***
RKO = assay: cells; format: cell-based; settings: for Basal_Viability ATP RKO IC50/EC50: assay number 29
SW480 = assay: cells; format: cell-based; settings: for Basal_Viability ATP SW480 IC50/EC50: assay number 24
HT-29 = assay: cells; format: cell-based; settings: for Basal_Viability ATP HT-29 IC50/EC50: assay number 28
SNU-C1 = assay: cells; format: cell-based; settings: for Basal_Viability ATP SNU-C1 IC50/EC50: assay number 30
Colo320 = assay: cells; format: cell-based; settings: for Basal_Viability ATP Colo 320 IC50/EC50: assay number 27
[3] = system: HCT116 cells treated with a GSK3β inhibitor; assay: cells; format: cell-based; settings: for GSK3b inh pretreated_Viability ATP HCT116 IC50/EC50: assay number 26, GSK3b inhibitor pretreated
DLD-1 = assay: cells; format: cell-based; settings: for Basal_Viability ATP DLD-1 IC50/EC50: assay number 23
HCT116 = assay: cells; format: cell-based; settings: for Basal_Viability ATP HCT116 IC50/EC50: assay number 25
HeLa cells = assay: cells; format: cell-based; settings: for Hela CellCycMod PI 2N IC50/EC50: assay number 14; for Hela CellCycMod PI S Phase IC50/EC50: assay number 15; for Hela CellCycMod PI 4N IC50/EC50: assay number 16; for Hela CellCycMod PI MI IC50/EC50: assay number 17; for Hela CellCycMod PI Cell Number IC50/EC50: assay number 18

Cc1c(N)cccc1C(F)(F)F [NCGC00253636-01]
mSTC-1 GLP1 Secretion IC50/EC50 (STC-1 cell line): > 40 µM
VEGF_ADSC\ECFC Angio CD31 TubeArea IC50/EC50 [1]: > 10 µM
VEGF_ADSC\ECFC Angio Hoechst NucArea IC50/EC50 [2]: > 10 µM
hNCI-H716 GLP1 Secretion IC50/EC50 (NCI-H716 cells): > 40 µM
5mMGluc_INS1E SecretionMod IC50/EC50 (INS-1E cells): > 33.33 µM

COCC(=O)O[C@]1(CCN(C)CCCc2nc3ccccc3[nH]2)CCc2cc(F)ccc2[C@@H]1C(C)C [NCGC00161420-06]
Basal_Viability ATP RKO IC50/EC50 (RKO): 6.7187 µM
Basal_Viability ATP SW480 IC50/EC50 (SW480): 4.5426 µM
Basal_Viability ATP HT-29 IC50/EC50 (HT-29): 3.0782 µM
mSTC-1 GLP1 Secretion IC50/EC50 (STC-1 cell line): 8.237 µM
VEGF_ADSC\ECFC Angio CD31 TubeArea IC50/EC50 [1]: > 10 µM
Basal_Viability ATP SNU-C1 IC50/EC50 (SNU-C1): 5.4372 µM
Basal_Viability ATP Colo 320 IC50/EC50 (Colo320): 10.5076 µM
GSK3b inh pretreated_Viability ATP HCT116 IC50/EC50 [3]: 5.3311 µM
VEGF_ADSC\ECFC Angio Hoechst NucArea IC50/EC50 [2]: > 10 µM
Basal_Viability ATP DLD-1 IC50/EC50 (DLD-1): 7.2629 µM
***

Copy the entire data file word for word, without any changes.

RKO = assay: cells; format: cell-based; settings: for Basal_Viability ATP RKO IC50/EC50: assay number 29
SW480 = assay: cells; format: cell-based; settings: for Basal_Viability ATP SW480 IC50/EC50: assay number 24
HT-29 = assay: cells; format: cell-based; settings: for Basal_Viability ATP HT-29 IC50/EC50: assay number 28
SNU-C1 = assay: cells; format: cell-based; settings: for Basal_Viability ATP SNU-C1 IC50/EC50: assay number 30
Colo320 = assay: cells; format: cell-based; settings: for Basal_Viability ATP Colo 320 IC50/EC50: assay number 27
[3] = system: HCT116 cells treated with a GSK3β inhibitor; assay: cells; format: cell-based; settings: for GSK3b inh pretreated_Viability ATP HCT116 IC50/EC50: assay number 26, GSK3b inhibitor pretreated
DLD-1 = assay: cells; format: cell-based; settings: for Basal_Viability ATP DLD-1 IC50/EC50: assay number 23
HCT116 = assay: cells; format: cell-based; settings: for Basal_Viability ATP HCT116 IC50/EC50: assay number 25
HeLa cells = assay: cells; format: cell-based; settings: for Hela CellCycMod PI 2N IC50/EC50: assay number 14; for Hela CellCycMod PI S Phase IC50/EC50: assay number 15; for Hela CellCycMod PI 4N IC50/EC50: assay number 16; for Hela CellCycMod PI MI IC50/EC50: assay number 17; for Hela CellCycMod PI Cell Number IC50/EC50: assay number 18

Cc1c(N)cccc1C(F)(F)F [NCGC00253636-01]
mSTC-1 GLP1 Secretion IC50/EC50 (STC-1 cell line): > 40 µM
VEGF_ADSC\ECFC Angio CD31 TubeArea IC50/EC50 [1]: > 10 µM
VEGF_ADSC\ECFC Angio Hoechst NucArea IC50/EC50 [2]: > 10 µM
hNCI-H716 GLP1 Secretion IC50/EC50 (NCI-H716 cells): > 40 µM
5mMGluc_INS1E SecretionMod IC50/EC50 (INS-1E cells): > 33.33 µM

COCC(=O)O[C@]1(CCN(C)CCCc2nc3ccccc3[nH]2)CCc2cc(F)ccc2[C@@H]1C(C)C [NCGC00161420-06]
Basal_Viability ATP RKO IC50/EC50 (RKO): 6.7187 µM
Basal_Viability ATP SW480 IC50/EC50 (SW480): 4.5426 µM
Basal_Viability ATP HT-29 IC50/EC50 (HT-29): 3.0782 µM
mSTC-1 GLP1 Secretion IC50/EC50 (STC-1 cell line): 8.237 µM
VEGF_ADSC\ECFC Angio CD31 TubeArea IC50/EC50 [1]: > 10 µM
Basal_Viability ATP SNU-C1 IC50/EC50 (SNU-C1): 5.4372 µM
Basal_Viability ATP Colo 320 IC50/EC50 (Colo320): 10.5076 µM
GSK3b inh pretreated_Viability ATP HCT116 IC50/EC50 [3]: 5.3311 µM
VEGF_ADSC\ECFC Angio Hoechst NucArea IC50/EC50 [2]: > 10 µM
Basal_Viability ATP DLD-1 IC50/EC50 (DLD-1): 7.2629 µM